when you call your number to check for messages, you don’t get an alert that says “you have no new messages.”  the system only tells you when you have new messages, and, as far as i could tell through it’s badly designed prompts, you can’t listen to old messages, either.  this means that if someone called you, you read the badly translated text, and called in to hear the recording, you would a) not know there was a message waiting and b) good luck finding the thing at all.  sure you can stream the recording from the web app, but, again, those of us not on smartphones might find that inconvenient.  if you do have an unread message you get the “you have one new message” prompt, so why not the standard “you have no new messages”?  i mean, seriously, wtf?

we know where this is going

there’s a pretty obvious conclusion to google voice.  like everything else, it’s still in beta, and fairly early beta based on the limited invites and functionality.  even so, with the development going into the chrome os, the new nexus one and google’s overall emergence into the mobile market with android, it’s pretty obvious where this is going — google is going to jump into the mobile market.  how that’s going to work, i have no idea.  right now, it’s obvious they’re offering up google voice as another free thing to join the ranks of all their other free things, but if they become a carrier, things will no longer be free.  what that means, exactly, i have no idea.  will a google voice carrier be a voice-over-IP-based system?  will they lease access from a larger carrier, say,  t-mobile or verizon?  and if so, how will that affect the consumer costs, since it’s obvious that a lot of the google appeal is in their “free shit is cool” factor (which may go completely out the door when chrome os-powered devices start hitting the market next year)?

and what about integration?  when does gtalk, wave, google apps, and google voice merge into an all-in-one teleconferencing/communications platform that can be marketed to individuals, small businesses, and large corporations?  because you know that has to be coming as well, but, as yet, nothing has been released yet that adequately integrates any of these standalone apps, let alone all of them.  it’s what everyone wants, and it will be the one thing that will add the most value to all of their products as pieces of a whole, and as part of a suite of applications.  when google finally does merge and natively integrate all of their flagship products, they will be in the best possible position to take on the corporate market.  which is exactly where they want to be.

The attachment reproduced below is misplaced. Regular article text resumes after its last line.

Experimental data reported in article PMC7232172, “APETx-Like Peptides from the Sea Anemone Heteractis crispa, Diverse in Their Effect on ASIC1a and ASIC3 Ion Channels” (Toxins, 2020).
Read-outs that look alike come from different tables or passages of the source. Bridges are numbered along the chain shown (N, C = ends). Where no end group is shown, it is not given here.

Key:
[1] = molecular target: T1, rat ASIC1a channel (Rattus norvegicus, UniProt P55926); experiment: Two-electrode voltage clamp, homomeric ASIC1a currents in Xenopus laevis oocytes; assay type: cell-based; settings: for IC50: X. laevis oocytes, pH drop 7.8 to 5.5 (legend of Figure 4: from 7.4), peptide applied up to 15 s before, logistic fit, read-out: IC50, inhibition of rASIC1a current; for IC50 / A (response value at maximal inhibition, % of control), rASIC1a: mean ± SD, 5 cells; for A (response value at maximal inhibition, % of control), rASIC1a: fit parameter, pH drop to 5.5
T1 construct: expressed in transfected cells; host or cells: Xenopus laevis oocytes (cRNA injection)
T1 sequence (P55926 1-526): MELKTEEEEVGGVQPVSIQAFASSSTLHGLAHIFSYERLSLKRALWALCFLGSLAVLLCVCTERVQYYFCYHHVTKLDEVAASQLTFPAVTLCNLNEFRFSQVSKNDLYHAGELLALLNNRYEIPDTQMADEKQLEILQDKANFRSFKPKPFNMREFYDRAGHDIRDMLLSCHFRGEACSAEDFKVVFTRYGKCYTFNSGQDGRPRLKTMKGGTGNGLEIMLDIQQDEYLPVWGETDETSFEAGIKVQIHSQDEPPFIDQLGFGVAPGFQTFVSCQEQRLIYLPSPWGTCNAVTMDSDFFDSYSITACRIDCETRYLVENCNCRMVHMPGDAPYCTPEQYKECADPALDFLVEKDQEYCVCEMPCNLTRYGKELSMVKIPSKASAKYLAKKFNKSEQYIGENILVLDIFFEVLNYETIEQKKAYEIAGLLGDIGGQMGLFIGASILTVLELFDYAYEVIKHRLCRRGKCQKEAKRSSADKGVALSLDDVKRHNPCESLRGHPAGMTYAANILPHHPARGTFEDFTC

don’t be evil my pale buttocks.

learning to do less

i just got done reading Seth Godin’s manifesto, Do Less.  i’ve actually been reading quite a bit of Seth Godin recently, having decided that his blog is pretty cool.  Seth Godin is a smart guy.  he’s not saying anything revolutionary — in fact, a lot of what he blogs about should be common sense.  but it’s not.  Seth is really good at calling attention to the things that we need to hear and present them in a way that makes it easy to hear them.  in my opinion, that’s what makes him a big deal.

the basic premise of Do Less goes right inline with something erin and i have discovered on our own: when the product we want to make is supposed to be a creative and limited, one-of-a-kind thing — something we like to think of as a work of art — you can’t take on every project you get.  this is tough.  a lot of web designers out there, including the design firm that we did freelance stuff for over a year ago, just has a “take all comers” approach.  they will scale a plan to fit any need and do it quickly and — presumably — well.  but if you take everything you’re offered, you can’t produce anything that’s exceptional.  because a lot of people don’t want exceptional.  there are some people who want budget.  there are some people who want functional.  there are some people who want fast.  and you can do these things, but they do not produce an environment conducive to doing something extraordinary, and, for the most part, these people aren’t looking for extraordinary anyway — they want something that looks like the stuff they look at every day: clean, professional, businesslike.

and we started out this way — taking what we could get, and working for cheap, because we needed to start building up our business and portfolio.  but we knew that wasn’t the type of business we wanted to run.  as we grew, we were torn with the desire to stay true and fair to our past clients, and the need to raise our rates, focus on our niche and unique talents, and brush off projects that would not benefit us in the long run.